B.A. Federici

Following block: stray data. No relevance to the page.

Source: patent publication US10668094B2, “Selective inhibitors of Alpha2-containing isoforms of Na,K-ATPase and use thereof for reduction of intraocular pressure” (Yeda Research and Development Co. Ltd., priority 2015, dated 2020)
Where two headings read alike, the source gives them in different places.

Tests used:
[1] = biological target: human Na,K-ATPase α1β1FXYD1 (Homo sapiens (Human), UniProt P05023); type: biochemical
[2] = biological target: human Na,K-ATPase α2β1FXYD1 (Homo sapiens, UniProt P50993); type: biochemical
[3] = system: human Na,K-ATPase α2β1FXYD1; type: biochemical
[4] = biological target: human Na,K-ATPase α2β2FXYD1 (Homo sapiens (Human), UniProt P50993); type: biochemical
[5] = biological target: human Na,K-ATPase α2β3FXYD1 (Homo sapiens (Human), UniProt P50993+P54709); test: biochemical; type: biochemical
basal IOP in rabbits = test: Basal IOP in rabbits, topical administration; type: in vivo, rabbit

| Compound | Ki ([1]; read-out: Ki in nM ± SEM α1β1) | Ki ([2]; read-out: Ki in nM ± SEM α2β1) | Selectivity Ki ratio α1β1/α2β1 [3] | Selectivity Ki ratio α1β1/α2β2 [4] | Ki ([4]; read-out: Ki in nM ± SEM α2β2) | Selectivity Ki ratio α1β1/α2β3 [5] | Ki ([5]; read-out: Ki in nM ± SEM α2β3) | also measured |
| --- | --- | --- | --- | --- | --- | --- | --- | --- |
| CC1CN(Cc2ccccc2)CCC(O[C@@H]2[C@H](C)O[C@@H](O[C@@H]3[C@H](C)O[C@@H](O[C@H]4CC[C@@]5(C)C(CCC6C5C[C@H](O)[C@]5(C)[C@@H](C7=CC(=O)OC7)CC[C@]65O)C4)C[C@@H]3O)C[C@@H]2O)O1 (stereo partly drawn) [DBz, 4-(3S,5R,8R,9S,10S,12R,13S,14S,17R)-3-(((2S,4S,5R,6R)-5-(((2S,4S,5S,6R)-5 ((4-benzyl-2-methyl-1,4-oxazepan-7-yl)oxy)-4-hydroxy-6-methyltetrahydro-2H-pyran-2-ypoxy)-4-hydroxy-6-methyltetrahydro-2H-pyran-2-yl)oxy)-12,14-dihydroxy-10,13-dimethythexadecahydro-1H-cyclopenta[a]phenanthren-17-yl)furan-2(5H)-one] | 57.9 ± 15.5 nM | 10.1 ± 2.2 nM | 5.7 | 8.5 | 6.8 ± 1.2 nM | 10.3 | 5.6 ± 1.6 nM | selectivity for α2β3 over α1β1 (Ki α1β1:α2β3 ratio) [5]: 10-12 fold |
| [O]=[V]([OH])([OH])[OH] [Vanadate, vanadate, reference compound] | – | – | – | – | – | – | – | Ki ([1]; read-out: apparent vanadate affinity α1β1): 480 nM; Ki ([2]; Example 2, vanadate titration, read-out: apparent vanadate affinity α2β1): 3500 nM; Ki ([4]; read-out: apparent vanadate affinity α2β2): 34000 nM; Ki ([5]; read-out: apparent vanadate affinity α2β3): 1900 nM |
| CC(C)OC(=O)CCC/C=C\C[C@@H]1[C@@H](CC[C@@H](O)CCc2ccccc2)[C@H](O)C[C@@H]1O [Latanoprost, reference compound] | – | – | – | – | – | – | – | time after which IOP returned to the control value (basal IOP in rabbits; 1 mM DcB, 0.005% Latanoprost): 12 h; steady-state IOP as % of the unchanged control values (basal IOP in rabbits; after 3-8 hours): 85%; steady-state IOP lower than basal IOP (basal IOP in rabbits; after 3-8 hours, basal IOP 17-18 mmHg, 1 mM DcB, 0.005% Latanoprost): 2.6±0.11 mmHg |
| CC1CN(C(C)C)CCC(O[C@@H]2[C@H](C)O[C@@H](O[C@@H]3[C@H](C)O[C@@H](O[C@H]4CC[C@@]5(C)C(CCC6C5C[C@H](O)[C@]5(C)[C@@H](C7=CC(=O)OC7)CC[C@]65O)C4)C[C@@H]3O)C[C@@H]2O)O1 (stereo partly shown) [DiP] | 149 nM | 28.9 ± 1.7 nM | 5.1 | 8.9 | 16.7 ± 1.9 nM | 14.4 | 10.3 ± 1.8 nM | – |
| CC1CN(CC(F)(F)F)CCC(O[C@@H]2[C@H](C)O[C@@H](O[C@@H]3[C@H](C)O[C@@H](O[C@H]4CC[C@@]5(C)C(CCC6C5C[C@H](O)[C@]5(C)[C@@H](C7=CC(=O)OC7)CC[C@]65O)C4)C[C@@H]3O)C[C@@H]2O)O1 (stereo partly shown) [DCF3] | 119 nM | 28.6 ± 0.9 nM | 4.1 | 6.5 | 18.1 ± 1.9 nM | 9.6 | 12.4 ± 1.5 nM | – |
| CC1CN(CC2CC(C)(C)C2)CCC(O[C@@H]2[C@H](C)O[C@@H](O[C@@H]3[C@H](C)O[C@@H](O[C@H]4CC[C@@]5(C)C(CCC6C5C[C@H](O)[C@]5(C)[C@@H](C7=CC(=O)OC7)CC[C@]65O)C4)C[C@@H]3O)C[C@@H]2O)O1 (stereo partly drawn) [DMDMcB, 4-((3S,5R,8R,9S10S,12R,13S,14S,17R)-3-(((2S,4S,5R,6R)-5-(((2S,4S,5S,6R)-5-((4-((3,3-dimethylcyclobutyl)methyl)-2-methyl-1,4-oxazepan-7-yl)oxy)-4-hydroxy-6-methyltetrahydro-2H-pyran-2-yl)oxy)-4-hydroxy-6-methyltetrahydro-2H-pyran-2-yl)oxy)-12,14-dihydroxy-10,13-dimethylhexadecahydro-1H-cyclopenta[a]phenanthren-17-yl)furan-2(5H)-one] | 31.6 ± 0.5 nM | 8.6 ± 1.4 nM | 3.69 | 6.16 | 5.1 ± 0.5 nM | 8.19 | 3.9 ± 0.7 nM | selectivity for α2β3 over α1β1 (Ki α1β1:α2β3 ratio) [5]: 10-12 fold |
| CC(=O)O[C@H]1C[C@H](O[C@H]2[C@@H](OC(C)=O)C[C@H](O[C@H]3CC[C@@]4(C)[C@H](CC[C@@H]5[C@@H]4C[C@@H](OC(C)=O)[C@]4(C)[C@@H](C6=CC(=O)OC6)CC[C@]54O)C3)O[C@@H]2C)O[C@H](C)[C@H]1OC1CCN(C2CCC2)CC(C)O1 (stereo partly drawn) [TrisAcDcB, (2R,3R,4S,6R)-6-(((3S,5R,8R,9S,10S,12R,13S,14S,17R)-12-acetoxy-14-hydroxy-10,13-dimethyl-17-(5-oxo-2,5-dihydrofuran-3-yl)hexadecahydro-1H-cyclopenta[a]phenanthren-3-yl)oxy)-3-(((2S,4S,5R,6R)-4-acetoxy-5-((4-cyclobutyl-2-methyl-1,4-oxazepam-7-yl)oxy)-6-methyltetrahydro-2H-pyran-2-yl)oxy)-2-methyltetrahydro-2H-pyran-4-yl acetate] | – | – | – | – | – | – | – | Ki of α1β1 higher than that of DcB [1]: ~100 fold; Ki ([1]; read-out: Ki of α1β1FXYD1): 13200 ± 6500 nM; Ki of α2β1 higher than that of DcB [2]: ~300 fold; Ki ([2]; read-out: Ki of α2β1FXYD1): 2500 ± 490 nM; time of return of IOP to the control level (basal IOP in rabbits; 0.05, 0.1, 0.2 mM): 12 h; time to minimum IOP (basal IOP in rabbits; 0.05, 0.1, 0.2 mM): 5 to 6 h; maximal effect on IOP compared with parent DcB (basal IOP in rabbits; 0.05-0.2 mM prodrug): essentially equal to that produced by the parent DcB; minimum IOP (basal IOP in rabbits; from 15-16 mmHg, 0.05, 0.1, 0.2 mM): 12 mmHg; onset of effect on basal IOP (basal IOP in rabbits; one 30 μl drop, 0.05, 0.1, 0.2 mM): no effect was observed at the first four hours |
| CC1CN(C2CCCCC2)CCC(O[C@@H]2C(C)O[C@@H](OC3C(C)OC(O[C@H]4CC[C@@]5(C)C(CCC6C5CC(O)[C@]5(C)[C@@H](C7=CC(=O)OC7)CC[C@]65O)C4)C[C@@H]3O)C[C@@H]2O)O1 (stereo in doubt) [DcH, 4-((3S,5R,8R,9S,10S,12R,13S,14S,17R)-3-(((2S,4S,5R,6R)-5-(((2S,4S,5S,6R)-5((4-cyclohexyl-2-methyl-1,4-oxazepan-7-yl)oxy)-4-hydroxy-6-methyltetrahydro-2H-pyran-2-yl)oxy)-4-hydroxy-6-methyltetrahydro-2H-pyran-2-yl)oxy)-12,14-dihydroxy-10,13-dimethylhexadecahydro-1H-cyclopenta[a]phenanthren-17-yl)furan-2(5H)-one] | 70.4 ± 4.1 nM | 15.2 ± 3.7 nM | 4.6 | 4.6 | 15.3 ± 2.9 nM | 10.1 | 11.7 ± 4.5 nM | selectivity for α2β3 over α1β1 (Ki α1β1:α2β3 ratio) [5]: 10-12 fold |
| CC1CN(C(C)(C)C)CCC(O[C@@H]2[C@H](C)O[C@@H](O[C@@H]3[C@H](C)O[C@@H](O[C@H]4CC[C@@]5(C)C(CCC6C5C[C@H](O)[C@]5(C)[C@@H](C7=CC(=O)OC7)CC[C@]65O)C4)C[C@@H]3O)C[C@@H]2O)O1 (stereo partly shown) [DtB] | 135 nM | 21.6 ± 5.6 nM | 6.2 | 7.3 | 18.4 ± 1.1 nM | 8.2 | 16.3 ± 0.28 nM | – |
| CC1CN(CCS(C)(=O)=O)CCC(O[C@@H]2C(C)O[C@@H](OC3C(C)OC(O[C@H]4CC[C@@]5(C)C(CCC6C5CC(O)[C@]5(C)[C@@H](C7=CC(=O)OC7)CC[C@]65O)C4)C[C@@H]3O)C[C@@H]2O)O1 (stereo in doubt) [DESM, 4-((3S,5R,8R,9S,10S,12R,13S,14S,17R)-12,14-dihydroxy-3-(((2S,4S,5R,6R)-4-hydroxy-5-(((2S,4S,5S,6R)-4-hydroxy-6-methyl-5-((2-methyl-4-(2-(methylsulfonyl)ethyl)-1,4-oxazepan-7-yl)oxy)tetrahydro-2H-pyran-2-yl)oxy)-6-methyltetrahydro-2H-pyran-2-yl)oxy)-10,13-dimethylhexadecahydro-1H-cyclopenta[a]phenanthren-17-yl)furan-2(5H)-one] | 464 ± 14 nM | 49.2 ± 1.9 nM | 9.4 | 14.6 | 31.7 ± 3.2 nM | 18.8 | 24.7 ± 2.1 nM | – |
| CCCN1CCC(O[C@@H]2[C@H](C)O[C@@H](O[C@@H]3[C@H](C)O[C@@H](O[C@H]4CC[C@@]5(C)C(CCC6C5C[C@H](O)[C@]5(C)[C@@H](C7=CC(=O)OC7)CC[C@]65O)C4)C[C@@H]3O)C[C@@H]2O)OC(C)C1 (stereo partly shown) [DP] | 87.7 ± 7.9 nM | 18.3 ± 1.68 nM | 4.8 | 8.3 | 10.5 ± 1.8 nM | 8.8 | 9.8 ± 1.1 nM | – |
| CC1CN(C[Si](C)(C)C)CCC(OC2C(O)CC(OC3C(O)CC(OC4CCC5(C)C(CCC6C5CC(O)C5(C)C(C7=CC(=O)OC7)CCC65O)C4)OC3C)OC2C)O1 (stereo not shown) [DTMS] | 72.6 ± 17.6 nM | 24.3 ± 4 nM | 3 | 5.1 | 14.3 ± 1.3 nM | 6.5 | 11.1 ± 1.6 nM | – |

primary problem is that the only phenotypic character that clearly differentiates B. cereus from B.t. is the parasporal body synthesized by the latter species during sporulation (Baumann et al., 1987). The information for parasporal body production is encoded on large transmissible plasmids in most B.t. subspecies [see Hofte and Whiteley (1989) for review]. When these plasmids are lost naturally or are cured from B.t. subspecies by growing cells at 42~ no parasporal body is produced. Cured B.t. strains that hosted these plasmids cannot be reliably distinguished from B. cereus. At the subspecies level, phenotypic biochemical differences among many are minor, indicating that many subspecies may not be valid using accepted standards of differentiating bacterial subspecies. In other cases, the differences in biochemical properties and insecticidal activity are so significant that some subspecies could be viewed as distinct species. Molecular S y s t e m a t i c s of B. thuringiensis Attempts to clarify the relationships between B.t. and B. cereus, and among subspecies of B.t., have used the meth-